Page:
Knitting Factory Presents
Alvarez Kings, Born Cages, The Happy Fits
$10 ADV | $12 DOS
A portion of every ticket sold is donated to Sweet Relief Musicians Fund, a charity that provides financial assistance to all types of career musicians who are struggling to make ends meet while facing illness, disability, or age-related problems. For more info go to www.sweetrelief.org.
When Vlad Holiday chose the name Born Cages, it was meant as a statement on his view of human nature. Drawing on the experiences of his youth into being an aspiring New York musician, it appeared that from the outset, people are trapped, boxed in, restrained. Likewise, the perceived negativity in the title of Born Cages’ bold debut LP I’m Glad I’m Not Me hides a relentless optimism. As opposed to despair, there’s triumph in the breakthrough of recognizing how “me” belongs in scare quotes, that the self is most often comprised of the assumptions and projections that society places on a person. Born Cages. I’m Glad I’m Not Me.It’s lyrical in a way, a call-and-response chant that cries freedom.
Call it populist music for those no longer willing to take solace in solitude, a soundtrack to be shared on the path to self-discovery. I’m Glad I’m Not Me was recorded at Mission Sound (Arctic Monkeys, Metric, Matt & Kim) in Brooklyn, NY and was produced by Jon Kaplan (Cage The Elephant, Walk The Moon) and co-produced by Vlad himself. On the album, Holiday, bassist/keyboardist Matt Maroulakos and drummer Dave Tantao conjure festival-ready, trulymodernist modern rock that is every bit as grand as its song titles would predict: “Bigger Than Me.” “I Just Want The Truth, Baby.” “Don’t Look Back.” “Finding Beauty in a Broken World.”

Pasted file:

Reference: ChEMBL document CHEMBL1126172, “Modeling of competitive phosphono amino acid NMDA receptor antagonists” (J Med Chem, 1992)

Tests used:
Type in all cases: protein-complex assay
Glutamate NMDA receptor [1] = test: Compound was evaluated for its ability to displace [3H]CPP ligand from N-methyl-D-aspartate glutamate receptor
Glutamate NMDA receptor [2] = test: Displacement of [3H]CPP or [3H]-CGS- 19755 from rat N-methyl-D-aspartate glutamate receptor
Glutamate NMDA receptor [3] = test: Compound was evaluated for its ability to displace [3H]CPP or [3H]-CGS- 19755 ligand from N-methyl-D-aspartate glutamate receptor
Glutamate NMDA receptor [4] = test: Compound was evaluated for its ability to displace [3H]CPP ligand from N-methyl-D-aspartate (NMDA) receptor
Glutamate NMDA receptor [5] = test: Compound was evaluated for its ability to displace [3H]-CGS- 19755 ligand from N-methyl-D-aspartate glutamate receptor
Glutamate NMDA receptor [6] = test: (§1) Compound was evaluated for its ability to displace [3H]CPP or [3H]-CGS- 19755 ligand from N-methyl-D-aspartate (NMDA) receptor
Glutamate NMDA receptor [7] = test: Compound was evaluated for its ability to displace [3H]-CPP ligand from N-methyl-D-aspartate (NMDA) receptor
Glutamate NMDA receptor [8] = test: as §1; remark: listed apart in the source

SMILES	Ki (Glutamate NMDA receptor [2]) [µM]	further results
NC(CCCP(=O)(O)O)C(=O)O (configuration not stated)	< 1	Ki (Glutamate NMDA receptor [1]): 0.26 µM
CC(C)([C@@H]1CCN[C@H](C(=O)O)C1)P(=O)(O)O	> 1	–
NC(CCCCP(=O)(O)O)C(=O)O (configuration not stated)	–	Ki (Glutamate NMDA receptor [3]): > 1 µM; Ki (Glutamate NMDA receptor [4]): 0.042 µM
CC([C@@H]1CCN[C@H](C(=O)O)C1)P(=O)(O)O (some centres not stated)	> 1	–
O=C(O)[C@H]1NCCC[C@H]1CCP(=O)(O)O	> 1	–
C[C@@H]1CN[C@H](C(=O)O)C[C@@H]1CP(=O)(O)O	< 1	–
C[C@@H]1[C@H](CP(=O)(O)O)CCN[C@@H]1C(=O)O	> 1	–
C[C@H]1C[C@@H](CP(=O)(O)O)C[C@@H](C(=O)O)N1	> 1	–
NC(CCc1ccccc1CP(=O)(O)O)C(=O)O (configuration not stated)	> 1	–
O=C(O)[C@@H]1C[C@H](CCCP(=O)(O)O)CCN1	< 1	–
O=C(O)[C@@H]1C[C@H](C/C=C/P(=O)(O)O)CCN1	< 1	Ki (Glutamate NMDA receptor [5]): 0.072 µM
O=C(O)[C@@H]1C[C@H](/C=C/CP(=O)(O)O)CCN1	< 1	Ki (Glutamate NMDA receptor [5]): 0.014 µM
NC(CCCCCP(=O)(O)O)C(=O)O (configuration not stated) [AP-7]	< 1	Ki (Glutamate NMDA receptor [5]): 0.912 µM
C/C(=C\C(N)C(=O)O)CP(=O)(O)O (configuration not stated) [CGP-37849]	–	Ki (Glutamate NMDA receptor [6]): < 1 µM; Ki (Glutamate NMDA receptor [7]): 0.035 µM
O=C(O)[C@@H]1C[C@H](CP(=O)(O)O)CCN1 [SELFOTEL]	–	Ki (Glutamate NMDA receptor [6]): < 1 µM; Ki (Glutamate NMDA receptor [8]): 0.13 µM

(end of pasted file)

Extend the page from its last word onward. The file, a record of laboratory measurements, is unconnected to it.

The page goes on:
I’m Glad I’m Not Me touches on pop, rock, electronic, dance, alternative and everything in between, reaching listeners thought to be quarantined from each other. It’s a record celebrating togetherness in fractious times, music that finds commonalities rather than chasms. Throughout, Born Cages play with an urgency that posits their music as something essential, from brash lead single “Rolling Down the Hill” to “Bigger than Me”, a song inspired by a fan’s failed suicide attempt and subsequent spiritual awakening. Holiday wrote the song as a tribute to the restorative powers of music itself, which is why he considers it the culmination of everything the band has tried to accomplish. “I wanna be a part of something bigger than me”, he belts during the chorus, a mission statement if there ever was one for Born Cages and I’m Glad I’m Not Me.
The Happy Fits are Luke Davis, Ross Monteith, and Calvin Langman. They have two goals in mind: make great tunes and Spread Positive social change through the power of jiggy music. Since their inception in 2014, the Fits have used their music to raise money for numerous charities, including Safe in Hunterdon, The Family Promise of Hunterdon, The Mental Health Association of NYC, and The American Cancer Society.
Their Debut EP "Awfully Apeelin'" Was released in the august of 2016 and their single, While You Fade Away, Debuted at #5 on Spotify's Top 50 Viral USA Chart and #17 on Spotify's Top 50 Viral Global Chart.